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  1. #1
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    something = Object(myVar)

    Goal:

    var hello = "Hello";
    var bye = hello;
    hello = "Bye";
    alert(bye); //Shows "Bye" instead of "Hello"

    ###########################
    Note: I used to program in AS3 and the way to do that was
    var bye = Object(hello);

    However, in JS, it's not working What's the way to do it in JS?

  • #2
    Senior Coder Dormilich's Avatar
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    Quote Originally Posted by IdkWhatsRc View Post
    However, in JS, it's not working What's the way to do it in JS?
    not working in what regard? do you want to see "Hello" (correct behaviour) or "Bye"?

    anyways, only objects are passed by reference, all others are passed by value (that’s why bye === "Hello").
    The computer is always right. The computer is always right. The computer is always right. Take it from someone who has programmed for over ten years: not once has the computational mechanism of the machine malfunctioned.
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  • #3
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    Quote Originally Posted by Dormilich View Post
    not working in what regard? do you want to see "Hello" (correct behaviour) or "Bye"?

    anyways, only objects are passed by reference, all others are passed by value (that’s why bye === "Hello").
    Aren't variables objects in JS? But anyway, yes, my goal is to display "Bye" instead of "Hello".
    The thing that isn't working is the Object(myVar) trick that AS3 has.

  • #4
    Senior Coder Dormilich's Avatar
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    Quote Originally Posted by IdkWhatsRc View Post
    Aren't variables objects in JS?
    some are, others not. the ones who are not objects:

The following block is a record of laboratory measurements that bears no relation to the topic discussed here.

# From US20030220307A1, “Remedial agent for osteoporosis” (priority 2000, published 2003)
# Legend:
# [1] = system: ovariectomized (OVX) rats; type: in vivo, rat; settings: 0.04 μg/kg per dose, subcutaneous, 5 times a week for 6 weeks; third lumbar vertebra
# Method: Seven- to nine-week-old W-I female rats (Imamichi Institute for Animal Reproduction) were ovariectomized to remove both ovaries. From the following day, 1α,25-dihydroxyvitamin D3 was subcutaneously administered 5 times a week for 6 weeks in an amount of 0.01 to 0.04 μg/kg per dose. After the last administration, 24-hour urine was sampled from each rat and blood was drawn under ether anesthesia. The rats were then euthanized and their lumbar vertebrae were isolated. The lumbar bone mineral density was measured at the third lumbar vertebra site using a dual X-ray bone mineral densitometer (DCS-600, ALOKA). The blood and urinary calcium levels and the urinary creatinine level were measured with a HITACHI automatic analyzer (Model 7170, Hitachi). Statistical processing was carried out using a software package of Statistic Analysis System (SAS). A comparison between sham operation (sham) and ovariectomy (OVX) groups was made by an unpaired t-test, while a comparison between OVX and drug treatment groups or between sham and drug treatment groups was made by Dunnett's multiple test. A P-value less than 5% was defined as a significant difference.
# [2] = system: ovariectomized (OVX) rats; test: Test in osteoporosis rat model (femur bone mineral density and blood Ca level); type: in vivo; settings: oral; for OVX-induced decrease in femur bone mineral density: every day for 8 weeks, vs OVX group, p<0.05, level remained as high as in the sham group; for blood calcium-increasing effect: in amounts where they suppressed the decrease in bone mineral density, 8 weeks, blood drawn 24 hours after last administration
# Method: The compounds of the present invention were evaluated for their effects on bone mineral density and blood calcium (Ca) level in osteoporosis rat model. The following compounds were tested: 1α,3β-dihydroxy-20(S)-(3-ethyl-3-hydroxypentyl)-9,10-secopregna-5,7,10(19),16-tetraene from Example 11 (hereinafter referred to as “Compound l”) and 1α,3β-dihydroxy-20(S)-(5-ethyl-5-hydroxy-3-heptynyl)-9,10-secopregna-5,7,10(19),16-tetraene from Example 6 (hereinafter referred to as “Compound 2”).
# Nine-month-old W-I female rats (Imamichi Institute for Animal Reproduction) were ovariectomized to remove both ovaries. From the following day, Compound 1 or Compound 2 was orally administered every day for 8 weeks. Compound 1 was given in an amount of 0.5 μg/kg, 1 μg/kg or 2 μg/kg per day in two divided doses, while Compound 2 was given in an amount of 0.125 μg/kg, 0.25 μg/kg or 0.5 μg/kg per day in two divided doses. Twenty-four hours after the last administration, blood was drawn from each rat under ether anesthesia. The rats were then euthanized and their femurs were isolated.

- null
    - undefined
    - the String literals (e.g. "foo")
    - the Boolean literals (e.g. true)
    - the Number literals (e.g. 12)

    note, however, that the literals are temporarely converted to objects, if required (e.g. "foo".length)

    Quote Originally Posted by IdkWhatsRc View Post
    The thing that isn't working is the Object(myVar) trick that AS3 has.
    the trick would work in JS as well, if you could re-set the object’s value. just replacing one object with another doesn’t work.

    if you would like to use a reference, you can work around using an object.
    PHP Code:
    var = { text"foo" };
    var 
    x;
    x.text "bar";
    alert(y.text); // bar 
    Edit: var x = Object("foo") does indeed convert a literal into an object, but String objects are more or less read-only (i.e. they generate new strings). Contrary, the String(), Number() and Boolean() functions convert a value to the appropriate literal.
    Last edited by Dormilich; 06-03-2013 at 09:41 AM.
    The computer is always right. The computer is always right. The computer is always right. Take it from someone who has programmed for over ten years: not once has the computational mechanism of the machine malfunctioned.
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  • #5
    Supreme Master coder! Old Pedant's Avatar
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    Actually, variables are *NEVER* objects in JavaScript.

    A variable can only be a *REFERENCE* to an object. It can never *BE* an object.

    By the by, this is also true in Java and in C# and, excepting for auto variables, in C++.

    Looking at it from the machine-language side, this means that a variable can always be represented by a fixed size chunk of memory, no matter what the variable type. MSIE, for example, uses 16 bytes per variable, only. And when a variable references an object, this means that some of those 16 bytes (only 4 in a 32-bit OS environment) are a pointer to the actual object. Since an actual object could be thousands of bytes in size (or larger, esp. in the case of an array object), this enormously simplifies variable management.

    It is slightly strange that variables that represent strings, which clearly must indeed also be references to the actual (possibly quite long) string text are not treated the same as other object references. That is, it is not just the reference (the pointer) that is copied when you assign one string variable to another. But as Dormilich said, that is because strings are treated as read-only objects. You can never alter the content of a string. You can only create a new string that is some kind of derivation from the old one. And in the case of a simple assignment, this means that the entire string is copied.
    Last edited by Old Pedant; 06-03-2013 at 09:36 PM.
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    A pessimist sees the glass as half empty.
    A realist drinks it no matter how much there is.


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